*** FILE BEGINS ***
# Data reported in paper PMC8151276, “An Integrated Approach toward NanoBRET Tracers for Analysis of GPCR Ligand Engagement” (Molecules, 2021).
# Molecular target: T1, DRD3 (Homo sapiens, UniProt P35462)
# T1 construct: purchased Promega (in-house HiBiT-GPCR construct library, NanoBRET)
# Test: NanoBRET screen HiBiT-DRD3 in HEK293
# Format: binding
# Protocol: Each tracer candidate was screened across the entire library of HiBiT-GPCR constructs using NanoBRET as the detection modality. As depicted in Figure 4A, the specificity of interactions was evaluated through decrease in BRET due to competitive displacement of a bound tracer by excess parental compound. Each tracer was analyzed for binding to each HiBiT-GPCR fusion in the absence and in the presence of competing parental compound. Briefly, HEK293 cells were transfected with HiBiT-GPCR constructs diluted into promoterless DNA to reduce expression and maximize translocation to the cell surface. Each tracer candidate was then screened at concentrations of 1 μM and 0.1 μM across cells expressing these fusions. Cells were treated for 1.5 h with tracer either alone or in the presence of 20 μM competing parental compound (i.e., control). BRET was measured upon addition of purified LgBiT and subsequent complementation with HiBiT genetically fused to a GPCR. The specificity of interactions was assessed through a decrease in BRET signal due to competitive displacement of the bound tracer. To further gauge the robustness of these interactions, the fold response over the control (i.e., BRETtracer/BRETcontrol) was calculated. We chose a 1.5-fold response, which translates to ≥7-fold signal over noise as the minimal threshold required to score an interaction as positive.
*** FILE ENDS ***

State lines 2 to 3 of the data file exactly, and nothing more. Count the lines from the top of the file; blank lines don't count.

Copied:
# Molecular target: T1, DRD3 (Homo sapiens, UniProt P35462)
# T1 construct: purchased Promega (in-house HiBiT-GPCR construct library, NanoBRET)